Gawande S.,Science College |
Thakare S.R.,Government Institute of Science
ChemCatChem | Year: 2012
Herein we report on the synthesis of a ternary polymer composite of graphene, carbon nitride, and poly(3-hexylthiophene) (G-g-C 3N 4-P 3HT) by a solvothermal method. The prepared polymer composite catalysts are characterized by TEM, XRD, FTIR spectroscopy, and photoluminescence techniques for their morphology, structure and photocatalytic efficiency. Graphene-loaded polymer composites of carbon nitride (g-C 3N 4) and poly(3-hexylthiophene) act as efficient photocatalysts for waste water treatment. Methylene blue is used as the model pollutant and the rate of its photocatalytic degradation with G-g-C 3N 4-P 3HT is three times higher than that achieved with a g-C 3N 4-P 3HT composite. © 2012 WILEY-VCH Verlag GmbH & Co. KGaA, Weinheim.
Gawande S.,Government Institute of Science |
Thakare S.R.,Government Institute of Science |
Thakare S.R.,Science College
Indian Journal of Chemistry - Section A Inorganic, Physical, Theoretical and Analytical Chemistry | Year: 2013
A one-pot synthesis of CdS-reduced graphene oxide (RGO) composite via sonochemical reduction of graphite oxide and simultaneous CdS formation is reported. The composite is characterized by scanning electron microscopy, transmission electron microscopy, X-ray diffraction spectroscopy and UV-vis absorption spectroscopy and its photocatalytic performance is evaluated for the degradation of methylene blue. Results show that in the composite the RGO nanosheets are densely decorated by CdS nanoparticles, displaying a good combination between RGO and CdS. The CdS-RGO composite exhibits enhanced photocatalytic performance for the dye degradation with a maximum removal rate of 96% under visible light irradiation due to increased light absorption intensity as well as the reduced electron-hole pair recombination in CdS.
Pardeshi S.P.,Science College |
Patil S.S.,Science College |
Bobade V.D.,Science College
Synthetic Communications | Year: 2010
A mixture of N-chlorosuccinimide and 1,8-diazabicyclo[5.4.0]undec-7-ene oxidatively cyclizes structurally diverse acyl hydrazone, thereby providing an efficient and convenient method for the synthesis of various 2,5-disubstituted 1,3,4-oxadiazoles. The salient features of this method are mild reaction conditions, short reaction time, excellent yields, and simple workup procedure. Copyright © 2010 Taylor and Francis Group, LLC.
Chattopadhyay J.,Science College
Turkish Journal of Zoology | Year: 2011
Histomorphological study of the larval (final instar) osmeterium gland in Graphium agamemnon agamemnon Linnaeus shows that each fully protruded Y-shaped osmeterium is composed of 2 elongated hollow tubular arms, which arise from a basal peduncle. The surface of the osmeterium has irregular folds, and papillae arise from some cells. There is an oval opening (gland pore, structurally less complicated than in other evolved species) in the proximal second seventh of the segment on each tubular arm on its posterior face. Histologically, 2 main types of secretory cells can be observed (excluding the muscle fiber cells and supporting cells): i) ellipsoid gland cells within the gland pore region and ii) tubular arm cells extending from the upper part of the ovoid gland pore region to the distal part of the tubular arms. The defensive efficacy of the osmeterial secretion in larvae was also examined, both in the laboratory and field, and was observed to be very complicated. © TÜBİTAK.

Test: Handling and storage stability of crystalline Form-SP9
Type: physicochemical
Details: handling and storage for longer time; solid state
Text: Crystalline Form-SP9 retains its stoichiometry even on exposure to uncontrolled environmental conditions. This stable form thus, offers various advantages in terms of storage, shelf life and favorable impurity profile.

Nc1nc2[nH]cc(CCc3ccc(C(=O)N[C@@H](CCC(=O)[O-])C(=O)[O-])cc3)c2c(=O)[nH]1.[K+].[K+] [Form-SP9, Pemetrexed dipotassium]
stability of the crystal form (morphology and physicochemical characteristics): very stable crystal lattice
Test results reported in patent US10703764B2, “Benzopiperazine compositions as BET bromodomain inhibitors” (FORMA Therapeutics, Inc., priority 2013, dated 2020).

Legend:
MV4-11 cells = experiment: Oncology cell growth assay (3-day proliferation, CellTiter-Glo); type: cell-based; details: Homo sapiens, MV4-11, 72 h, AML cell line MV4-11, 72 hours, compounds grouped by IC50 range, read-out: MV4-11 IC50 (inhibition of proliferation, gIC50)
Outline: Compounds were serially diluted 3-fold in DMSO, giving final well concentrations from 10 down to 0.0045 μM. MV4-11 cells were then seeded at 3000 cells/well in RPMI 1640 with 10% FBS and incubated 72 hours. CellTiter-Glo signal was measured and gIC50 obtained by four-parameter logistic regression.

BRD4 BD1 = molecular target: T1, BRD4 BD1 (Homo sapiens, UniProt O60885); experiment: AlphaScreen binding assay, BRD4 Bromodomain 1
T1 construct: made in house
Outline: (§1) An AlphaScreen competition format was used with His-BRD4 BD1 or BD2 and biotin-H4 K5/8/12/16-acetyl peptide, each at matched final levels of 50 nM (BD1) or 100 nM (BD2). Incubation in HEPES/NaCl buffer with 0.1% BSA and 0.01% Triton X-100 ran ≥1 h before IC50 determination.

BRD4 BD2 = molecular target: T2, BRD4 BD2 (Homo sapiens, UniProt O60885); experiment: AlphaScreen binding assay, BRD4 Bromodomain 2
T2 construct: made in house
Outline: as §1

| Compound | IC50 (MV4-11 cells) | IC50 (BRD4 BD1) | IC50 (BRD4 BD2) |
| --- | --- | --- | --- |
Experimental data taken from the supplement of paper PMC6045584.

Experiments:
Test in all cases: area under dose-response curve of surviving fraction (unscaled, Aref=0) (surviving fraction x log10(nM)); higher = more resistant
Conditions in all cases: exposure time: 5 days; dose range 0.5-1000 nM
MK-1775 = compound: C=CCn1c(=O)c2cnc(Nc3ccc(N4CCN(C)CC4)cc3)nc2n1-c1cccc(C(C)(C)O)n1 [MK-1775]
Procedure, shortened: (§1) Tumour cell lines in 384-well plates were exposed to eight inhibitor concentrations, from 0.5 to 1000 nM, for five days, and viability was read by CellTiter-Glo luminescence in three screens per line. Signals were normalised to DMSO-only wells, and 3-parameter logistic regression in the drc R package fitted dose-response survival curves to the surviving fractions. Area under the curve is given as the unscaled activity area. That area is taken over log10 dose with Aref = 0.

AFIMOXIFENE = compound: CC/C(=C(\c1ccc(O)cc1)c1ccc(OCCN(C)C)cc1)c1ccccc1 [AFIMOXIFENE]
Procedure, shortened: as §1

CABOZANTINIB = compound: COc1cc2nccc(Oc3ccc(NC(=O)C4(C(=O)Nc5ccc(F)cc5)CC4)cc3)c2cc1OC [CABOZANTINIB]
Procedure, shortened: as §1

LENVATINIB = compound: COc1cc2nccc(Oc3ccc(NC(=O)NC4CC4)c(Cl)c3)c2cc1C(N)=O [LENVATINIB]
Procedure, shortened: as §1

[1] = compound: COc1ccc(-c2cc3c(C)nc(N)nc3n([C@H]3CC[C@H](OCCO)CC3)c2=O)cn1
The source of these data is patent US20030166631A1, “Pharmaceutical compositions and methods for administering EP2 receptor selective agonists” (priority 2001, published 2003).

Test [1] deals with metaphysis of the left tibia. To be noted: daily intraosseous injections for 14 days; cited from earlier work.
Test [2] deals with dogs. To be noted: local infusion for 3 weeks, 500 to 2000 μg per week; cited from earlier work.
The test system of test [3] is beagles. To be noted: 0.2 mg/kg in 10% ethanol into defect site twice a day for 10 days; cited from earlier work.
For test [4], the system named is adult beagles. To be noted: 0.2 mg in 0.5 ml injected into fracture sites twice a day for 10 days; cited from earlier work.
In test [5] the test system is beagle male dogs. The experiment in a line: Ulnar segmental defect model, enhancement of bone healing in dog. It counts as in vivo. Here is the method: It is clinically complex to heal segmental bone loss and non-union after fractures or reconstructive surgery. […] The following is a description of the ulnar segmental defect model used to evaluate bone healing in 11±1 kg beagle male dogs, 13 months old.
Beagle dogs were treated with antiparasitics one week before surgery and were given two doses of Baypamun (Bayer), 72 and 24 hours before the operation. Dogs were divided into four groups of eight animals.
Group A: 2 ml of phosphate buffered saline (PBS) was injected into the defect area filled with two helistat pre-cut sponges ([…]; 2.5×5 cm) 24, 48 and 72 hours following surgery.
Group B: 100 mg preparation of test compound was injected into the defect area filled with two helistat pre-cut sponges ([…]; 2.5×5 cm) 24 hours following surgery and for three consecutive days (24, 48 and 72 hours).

Khasare S.B.,Science College
Pramana - Journal of Physics | Year: 2014
Author uses the condition in terms of contact point radial distribution function G(σ, λ(ηc, α)) containing the self-consistent function λ(ηc, α) and condition of continuity at σ/2 = contact point, to determine equation of state, (EoS). Different EoSs in terms of built-in parameter, m, can be obtained with a suitable choice of λ(ηc, α) and the present EoSs have less r.m.s. deviation than Barker-Henderson BH2 for LJ fluids, and results are much closer to molecular dynamics (MD) simulations than expectations and reproduce the existing simulation data and present EoS for LJ potential, with the help of a set of minimum single-scaled parameter, a0(ηc , α) for a given reduced temperature, T∗ = (1/β∈) = 1.4, 2, 3, 4, 5, 6. It has been found that parameter α = 1.059128388 can be used to fix up the critical temperature parameter Tc = 1. 3120(7) to that of a computer simulation result. © Indian Academy of Sciences